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Posts Tagged ‘black hole’

Dailywire Article-Scientists Discover Unprecedented ‘Runaway’ Black Hole

Posted by M. C. on February 25, 2023


By  Michael Whittaker

Astronomers have sighted a supermassive black hole traveling through space that appears to have been ejected from its host galaxy.

Researchers observing the dwarf galaxy designated RCP 28, roughly 7.5 billion light years away from our solar system, noticed an aberrant streak of light via the Hubble telescope. The “streak” appears to be a collection of stars being dragged out of their home galaxy by the immense gravitational force of a black hole.

The “runaway” black hole is the first of its kind to be observed, and appears to have been ejected from its original galaxy.

“We found a thin line in a Hubble image that is pointing to the center of a galaxy,” Professor Pieter van Dokkum of Yale University, the lead author of the study, said. “From a detailed analysis of the feature, we inferred that we are seeing a very massive black hole that was ejected from the galaxy, leaving a trail of gas and newly formed stars in its wake.”

The “stellar tail” in its wake is 200,000 light-years long, twice the diameter of our Milky Way galaxy.

The black hole in question is believed to be 20 million times more massive than the Sun, and it is traveling away from RCP 28 at a rate of 3.5 million miles per hour, roughly 4,500 times the speed of sound.

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Scientists devise new plan to test if mysterious ‘Planet Nine’ is primordial black hole — RT World News

Posted by M. C. on July 11, 2020

Scientists at Harvard University have developed a new method to hunt down black holes beyond our galaxy which may finally figure out what is going on with the oft-theorized but never-witnessed ‘Planet Nine.’

The method will make use of the upcoming Legacy Survey of Space and Time (LSST) mission, which is expected to begin operations in mid-2022. Using a tennis-court-sized mirror and a 3,200-megapixel camera, the researchers will seek out accretion flares, which shoot out of disrupted comets as they are stretched apart by black holes.


Space rocks pulled in by the incredible gravitational force of a black hole melt long before they reach the event horizon, owing to the heat emitted by background accretion – that is, the stretching out – of gas and other material on its doorstep. On melting, these small bodies, such as asteroids, comets and whatever other material was unfortunate to stray too close to the black hole, emit radiation bright enough to be visible against the absolute darkness – or so the boffins hope.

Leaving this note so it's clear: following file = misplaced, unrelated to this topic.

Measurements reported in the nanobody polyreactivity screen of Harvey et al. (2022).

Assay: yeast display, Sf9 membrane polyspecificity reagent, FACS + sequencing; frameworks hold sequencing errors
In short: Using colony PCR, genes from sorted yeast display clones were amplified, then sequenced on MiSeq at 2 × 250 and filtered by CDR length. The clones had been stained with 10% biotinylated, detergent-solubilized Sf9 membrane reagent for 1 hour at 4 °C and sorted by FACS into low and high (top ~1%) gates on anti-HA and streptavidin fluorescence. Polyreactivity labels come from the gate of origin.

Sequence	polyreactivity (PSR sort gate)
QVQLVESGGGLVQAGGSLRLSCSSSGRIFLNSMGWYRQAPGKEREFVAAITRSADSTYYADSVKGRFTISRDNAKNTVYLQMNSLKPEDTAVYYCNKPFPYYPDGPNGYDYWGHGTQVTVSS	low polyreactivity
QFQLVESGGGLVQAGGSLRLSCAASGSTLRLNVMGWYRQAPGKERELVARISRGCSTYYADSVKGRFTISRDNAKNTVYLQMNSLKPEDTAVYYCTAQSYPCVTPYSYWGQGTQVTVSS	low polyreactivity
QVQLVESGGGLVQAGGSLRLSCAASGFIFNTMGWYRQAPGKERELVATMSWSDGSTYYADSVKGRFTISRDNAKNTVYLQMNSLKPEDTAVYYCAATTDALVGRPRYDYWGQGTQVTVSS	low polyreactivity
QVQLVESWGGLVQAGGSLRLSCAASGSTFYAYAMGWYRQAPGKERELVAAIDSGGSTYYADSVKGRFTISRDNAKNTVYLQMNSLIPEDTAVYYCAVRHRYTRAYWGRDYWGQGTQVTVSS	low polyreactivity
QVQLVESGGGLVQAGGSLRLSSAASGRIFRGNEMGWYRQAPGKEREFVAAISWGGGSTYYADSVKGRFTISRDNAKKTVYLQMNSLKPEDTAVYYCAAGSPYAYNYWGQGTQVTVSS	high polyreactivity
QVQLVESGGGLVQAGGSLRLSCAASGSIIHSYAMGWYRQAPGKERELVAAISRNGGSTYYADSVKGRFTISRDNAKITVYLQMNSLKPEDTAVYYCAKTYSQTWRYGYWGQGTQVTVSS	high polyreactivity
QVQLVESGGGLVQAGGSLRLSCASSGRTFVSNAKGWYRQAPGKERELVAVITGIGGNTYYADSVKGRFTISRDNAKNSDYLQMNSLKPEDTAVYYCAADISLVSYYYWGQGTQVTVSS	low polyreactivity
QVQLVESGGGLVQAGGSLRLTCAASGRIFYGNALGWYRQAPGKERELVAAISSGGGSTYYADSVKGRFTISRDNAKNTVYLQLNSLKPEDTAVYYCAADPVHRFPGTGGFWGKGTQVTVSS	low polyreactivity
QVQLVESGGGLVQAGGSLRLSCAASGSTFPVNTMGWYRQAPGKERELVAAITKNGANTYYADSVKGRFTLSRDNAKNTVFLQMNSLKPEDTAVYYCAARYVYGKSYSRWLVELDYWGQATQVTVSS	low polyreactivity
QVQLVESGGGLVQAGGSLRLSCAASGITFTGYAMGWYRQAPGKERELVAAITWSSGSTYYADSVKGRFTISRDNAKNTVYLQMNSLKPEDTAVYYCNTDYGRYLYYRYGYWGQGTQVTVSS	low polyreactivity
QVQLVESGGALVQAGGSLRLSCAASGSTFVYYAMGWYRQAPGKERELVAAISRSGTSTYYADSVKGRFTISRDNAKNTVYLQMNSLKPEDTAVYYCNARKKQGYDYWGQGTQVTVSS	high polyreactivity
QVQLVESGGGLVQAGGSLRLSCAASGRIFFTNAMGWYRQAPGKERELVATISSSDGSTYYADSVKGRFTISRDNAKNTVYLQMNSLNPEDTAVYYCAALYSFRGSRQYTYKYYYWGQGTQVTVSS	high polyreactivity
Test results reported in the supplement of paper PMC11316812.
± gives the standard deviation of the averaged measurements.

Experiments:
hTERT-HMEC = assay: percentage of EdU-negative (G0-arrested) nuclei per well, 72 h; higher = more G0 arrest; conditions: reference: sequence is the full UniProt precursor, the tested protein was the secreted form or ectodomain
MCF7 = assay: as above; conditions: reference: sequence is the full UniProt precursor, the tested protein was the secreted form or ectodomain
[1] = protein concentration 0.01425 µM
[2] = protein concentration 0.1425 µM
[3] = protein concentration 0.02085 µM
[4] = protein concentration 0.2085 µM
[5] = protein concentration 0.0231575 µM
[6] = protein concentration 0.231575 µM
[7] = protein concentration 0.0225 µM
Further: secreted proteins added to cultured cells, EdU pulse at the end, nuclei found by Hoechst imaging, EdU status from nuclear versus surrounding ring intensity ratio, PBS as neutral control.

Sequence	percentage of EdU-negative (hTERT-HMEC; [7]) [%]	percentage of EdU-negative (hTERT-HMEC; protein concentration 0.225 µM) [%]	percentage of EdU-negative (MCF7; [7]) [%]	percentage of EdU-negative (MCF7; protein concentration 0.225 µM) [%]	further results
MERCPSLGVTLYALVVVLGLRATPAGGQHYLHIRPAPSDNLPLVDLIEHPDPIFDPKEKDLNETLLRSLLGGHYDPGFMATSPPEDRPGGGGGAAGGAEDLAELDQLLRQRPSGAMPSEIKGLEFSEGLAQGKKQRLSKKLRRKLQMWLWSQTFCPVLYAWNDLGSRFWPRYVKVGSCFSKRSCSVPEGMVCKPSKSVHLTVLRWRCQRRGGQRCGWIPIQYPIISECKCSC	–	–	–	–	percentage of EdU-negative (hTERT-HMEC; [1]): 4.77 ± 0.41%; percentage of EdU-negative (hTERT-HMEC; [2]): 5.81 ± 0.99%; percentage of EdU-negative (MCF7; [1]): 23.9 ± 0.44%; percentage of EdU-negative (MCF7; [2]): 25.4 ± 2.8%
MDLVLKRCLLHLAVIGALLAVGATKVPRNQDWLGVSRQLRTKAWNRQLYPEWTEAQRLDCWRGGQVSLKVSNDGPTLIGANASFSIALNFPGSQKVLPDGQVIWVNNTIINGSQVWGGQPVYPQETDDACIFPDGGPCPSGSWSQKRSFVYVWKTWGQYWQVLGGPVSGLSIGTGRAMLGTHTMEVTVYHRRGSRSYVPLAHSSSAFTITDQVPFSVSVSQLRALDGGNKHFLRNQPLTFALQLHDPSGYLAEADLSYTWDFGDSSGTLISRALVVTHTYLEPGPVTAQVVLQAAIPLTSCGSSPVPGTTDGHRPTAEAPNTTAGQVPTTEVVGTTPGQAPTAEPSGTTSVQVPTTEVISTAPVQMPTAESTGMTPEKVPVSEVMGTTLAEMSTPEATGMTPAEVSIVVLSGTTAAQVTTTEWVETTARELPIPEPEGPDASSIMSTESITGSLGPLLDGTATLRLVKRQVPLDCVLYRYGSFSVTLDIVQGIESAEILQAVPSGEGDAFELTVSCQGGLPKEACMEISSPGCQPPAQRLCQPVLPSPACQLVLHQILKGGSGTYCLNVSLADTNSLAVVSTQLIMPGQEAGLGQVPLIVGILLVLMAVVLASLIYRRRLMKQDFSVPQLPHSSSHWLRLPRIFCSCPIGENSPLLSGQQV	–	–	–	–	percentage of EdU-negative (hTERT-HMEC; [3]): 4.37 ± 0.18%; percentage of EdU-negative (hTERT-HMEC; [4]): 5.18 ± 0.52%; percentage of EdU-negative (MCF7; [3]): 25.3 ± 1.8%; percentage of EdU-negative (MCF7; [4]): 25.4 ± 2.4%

“Because black holes are intrinsically dark, the radiation that matter emits on its way to the mouth of the black hole is our only way to illuminate this dark environment,” explained, one of the leading scientists, Dr Avi Loeb.

Using this method, Loeb claims we can finally detect, or rule out, the planet-mass black holes on the edge of the Oort cloud, thus solving the long-standing mystery of the so-called ‘Planet Nine.’

Theories about Planet Nine range from it being an undetected or ‘missing’ planet, banished from our solar system, to it being a primordial black hole, formed soon after the Big Bang, creating disturbances on the edge of our galactic yard.

“Planet Nine is a compelling explanation for the observed clustering of some objects beyond the orbit of Neptune. If the existence of Planet Nine is confirmed through a direct electromagnetic search, it will be the first detection of a new planet in the solar system in two centuries, not counting Pluto,” said Amir Siraj, a Harvard astrophysics undergrad involved in the latest research.

One of the ideas put forth was the possibility that Planet Nine could be a grapefruit-sized black hole with a mass of five to 10 times that of the Earth.

The LSST mission will have instruments that are expected to be sensitive enough to detect radiation from beyond the Oort cloud – roughly 100,000 times the distance between the Earth and the Sun. It will reportedly boast a field of view that covers the whole sky, collecting a whopping 10 terabytes of data per night, once fully operational.

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